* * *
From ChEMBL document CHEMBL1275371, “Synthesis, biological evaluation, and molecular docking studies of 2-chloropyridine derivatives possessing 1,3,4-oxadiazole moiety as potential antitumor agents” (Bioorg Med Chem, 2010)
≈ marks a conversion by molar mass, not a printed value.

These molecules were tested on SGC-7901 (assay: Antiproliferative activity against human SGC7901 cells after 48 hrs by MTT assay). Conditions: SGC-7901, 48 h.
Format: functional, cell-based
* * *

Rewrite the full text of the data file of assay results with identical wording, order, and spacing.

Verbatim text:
From ChEMBL document CHEMBL1275371, “Synthesis, biological evaluation, and molecular docking studies of 2-chloropyridine derivatives possessing 1,3,4-oxadiazole moiety as potential antitumor agents” (Bioorg Med Chem, 2010)
≈ marks a conversion by molar mass, not a printed value.

These molecules were tested on SGC-7901 (assay: Antiproliferative activity against human SGC7901 cells after 48 hrs by MTT assay). Conditions: SGC-7901, 48 h.
Format: functional, cell-based